|IAEA seeks detonator clarification from Iran: sources||
The UN nuclear agency has received an explanation from Iran about the development of so-called Exploding Bridge Wire (EBW) detonators, and has asked for further clarification, Reuters quoted diplomatic sources as saying on Friday.
Iran’s response to the UN agency’s questions about the detonators is seen as its willingness to cooperate fully with the agency’s further investigation into Tehran’s nuclear program.
Iran denies allegations that it may have conducted nuclear weapons-related explosives tests, but has offered to help clear up the issues with the International Atomic Energy Agency (IAEA), a Vienna-based UN body.
The United States says Iran’s readiness to tackle the IAEA’s concerns will be central to the success of efforts to reach a broader diplomatic accord to end the decade-old nuclear dispute, which Tehran and major global powers aim to sign by late July.
Iran provided information to the IAEA about the fast-functioning detonators, which it says are for civilian use, in late April, the sources said.
They said the IAEA had asked Iran follow-up questions, but they did not give details of these and there was no immediate comment from the IAEA or Iran.
“Answering questions about EBW is significant - assuming the answers are substantive and sincere - because it gets to the heart of one of the sticky issues involving allegations of past nuclear work of a possible military dimension,” said Mark Fitzpatrick, director of the non-proliferation program at the International Institute for Strategic Studies (IISS) think-tank.
Iran wants an end to sanctions that have negatively affected its economy. After years of an increasingly hostile standoff with the West, last year’s election of the pragmatist Hassan Rouhani as Iranian president paved the way for a thaw.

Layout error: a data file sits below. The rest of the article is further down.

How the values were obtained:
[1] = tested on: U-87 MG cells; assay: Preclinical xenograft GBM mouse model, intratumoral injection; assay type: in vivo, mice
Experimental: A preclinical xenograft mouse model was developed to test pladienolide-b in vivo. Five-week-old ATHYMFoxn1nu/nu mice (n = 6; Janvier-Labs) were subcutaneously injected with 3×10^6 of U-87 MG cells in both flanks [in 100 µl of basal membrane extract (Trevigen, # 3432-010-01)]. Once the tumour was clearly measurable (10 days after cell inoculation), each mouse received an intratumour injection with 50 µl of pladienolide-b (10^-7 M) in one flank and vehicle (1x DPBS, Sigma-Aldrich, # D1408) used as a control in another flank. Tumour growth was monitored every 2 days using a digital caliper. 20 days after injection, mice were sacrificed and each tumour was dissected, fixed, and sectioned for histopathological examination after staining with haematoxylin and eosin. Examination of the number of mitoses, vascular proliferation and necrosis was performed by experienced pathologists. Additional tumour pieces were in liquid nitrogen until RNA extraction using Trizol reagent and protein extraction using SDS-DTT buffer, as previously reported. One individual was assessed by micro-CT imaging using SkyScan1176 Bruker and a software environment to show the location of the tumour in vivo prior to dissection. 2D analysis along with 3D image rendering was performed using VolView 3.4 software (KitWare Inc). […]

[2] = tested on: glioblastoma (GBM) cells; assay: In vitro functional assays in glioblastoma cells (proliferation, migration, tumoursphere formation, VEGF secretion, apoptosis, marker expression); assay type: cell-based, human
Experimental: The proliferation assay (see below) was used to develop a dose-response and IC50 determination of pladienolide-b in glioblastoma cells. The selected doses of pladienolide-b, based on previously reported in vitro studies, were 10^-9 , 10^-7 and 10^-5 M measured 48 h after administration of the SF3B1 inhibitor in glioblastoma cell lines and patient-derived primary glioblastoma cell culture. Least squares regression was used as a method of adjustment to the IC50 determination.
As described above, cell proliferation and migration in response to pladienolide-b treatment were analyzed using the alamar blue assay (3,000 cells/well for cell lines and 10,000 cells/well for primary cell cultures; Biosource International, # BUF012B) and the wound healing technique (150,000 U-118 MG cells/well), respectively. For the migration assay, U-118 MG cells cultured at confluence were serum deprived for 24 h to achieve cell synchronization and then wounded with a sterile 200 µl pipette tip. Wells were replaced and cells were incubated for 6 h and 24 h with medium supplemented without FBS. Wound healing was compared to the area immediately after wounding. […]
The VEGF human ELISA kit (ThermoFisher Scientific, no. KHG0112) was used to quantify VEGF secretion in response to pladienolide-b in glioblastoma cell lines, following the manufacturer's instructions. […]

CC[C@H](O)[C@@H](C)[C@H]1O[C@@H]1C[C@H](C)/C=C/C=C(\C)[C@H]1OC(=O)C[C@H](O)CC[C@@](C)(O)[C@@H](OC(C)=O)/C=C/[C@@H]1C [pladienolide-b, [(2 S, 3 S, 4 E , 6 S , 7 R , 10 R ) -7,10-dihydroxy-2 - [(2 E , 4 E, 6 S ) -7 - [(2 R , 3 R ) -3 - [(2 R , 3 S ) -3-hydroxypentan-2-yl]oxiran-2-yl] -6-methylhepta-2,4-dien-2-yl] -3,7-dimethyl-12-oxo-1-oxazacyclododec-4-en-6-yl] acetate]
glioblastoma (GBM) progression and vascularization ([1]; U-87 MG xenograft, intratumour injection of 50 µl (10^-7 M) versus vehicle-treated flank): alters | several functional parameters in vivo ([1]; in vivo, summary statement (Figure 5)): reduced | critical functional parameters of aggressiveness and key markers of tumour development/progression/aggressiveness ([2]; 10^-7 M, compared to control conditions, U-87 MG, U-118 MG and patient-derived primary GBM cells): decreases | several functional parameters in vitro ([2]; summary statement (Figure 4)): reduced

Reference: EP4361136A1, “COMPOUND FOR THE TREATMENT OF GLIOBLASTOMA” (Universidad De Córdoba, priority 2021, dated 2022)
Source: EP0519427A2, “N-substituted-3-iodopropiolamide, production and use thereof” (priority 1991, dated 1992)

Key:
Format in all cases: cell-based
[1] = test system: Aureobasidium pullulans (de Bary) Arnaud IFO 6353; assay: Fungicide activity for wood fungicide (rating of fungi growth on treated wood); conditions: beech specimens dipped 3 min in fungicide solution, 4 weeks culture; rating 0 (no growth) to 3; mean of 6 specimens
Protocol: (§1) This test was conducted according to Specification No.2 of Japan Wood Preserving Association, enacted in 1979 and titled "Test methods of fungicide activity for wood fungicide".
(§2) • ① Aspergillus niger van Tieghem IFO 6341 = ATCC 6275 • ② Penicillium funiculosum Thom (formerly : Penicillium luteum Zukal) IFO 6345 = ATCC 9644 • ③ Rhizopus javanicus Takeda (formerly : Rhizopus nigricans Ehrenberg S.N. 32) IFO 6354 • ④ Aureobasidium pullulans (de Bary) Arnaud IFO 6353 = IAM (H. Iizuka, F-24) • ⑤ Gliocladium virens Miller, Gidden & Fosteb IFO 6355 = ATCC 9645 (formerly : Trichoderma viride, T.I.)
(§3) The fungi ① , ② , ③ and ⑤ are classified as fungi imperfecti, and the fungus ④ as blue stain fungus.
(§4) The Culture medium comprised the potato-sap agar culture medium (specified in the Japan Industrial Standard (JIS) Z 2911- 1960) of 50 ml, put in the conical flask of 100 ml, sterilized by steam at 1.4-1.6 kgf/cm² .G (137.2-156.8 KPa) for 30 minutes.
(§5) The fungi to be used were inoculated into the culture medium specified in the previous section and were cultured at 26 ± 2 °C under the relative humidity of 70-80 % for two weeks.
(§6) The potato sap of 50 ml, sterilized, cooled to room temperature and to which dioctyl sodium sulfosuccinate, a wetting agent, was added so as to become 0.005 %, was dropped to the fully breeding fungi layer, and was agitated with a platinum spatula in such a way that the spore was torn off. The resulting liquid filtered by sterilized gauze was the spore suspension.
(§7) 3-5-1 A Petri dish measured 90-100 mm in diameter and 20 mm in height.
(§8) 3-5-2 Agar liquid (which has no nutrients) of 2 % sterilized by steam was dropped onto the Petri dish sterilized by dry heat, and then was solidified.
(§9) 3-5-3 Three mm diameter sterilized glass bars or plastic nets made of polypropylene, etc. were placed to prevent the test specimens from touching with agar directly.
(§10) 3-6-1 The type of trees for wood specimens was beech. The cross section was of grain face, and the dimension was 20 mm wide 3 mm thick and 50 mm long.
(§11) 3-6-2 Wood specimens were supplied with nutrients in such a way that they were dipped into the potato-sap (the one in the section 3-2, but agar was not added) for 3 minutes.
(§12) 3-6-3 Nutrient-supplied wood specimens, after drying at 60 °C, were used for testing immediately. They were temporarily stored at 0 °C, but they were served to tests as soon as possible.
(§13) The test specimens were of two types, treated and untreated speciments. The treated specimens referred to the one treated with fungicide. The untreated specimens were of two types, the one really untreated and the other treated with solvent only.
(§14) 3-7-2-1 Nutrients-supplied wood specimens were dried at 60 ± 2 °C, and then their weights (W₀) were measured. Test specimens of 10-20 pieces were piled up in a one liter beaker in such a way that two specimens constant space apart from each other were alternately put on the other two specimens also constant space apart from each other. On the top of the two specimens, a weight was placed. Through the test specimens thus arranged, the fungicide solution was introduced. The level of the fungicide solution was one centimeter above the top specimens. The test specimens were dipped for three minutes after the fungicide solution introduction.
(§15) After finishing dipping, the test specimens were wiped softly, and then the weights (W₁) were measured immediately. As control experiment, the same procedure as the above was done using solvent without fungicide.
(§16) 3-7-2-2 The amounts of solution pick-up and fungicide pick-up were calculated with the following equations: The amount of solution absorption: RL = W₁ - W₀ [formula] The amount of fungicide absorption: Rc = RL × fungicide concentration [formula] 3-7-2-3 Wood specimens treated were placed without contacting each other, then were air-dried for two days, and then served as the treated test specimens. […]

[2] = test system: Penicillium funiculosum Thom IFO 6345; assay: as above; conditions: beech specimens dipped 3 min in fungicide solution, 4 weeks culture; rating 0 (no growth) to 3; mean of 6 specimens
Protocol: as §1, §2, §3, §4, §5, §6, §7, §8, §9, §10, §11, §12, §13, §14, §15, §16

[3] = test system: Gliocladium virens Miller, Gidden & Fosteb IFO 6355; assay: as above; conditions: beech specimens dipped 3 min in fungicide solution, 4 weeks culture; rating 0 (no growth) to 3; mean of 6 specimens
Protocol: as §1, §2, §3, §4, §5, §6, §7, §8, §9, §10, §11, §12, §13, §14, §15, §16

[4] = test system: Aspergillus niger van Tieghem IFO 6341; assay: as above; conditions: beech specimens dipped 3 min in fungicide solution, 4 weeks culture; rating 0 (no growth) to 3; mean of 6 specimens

Iran and the IAEA agreed in November on a step-by-step process to address allegations that Tehran may have been seeking to develop a nuclear weapons capability. The Islamic Republic says its nuclear program is a peaceful energy project.
As one of seven measures to be implemented by May 15, Iran agreed to provide information on the EBW detonators.
The mere fact that Iran agreed to address the issue was seen as a breakthrough as the IAEA has tried for years to investigate allegations that Iran may have worked on designing a nuclear warhead.
It was, however, one of the least difficult issues that were detailed in an IAEA report in late 2011 that provided a trove of intelligence information pointing to alleged past activities in Iran relevant to nuclear weapon development.
Western diplomats and experts say that Iran should still do more to address concerns about what the IAEA calls the possible military dimensions (PMD) of its nuclear program.
Iran and the IAEA have yet to agree on new measures to be implemented after May 15, the diplomatic source said.
The Iran-IAEA discussions are separate from, but closely linked to, negotiations between Tehran and the 5+1 group (the five permanent members of the UN Security Council plus Germany) on the dispute over Tehran’s nuclear program.
“How Iran deals with its work on explosive bridge wire detonators ... may provide clues as to how forthcoming Tehran will be on PMD issues,” Robert Einhorn, a former top U.S. State Department official on Iran, said in a report.
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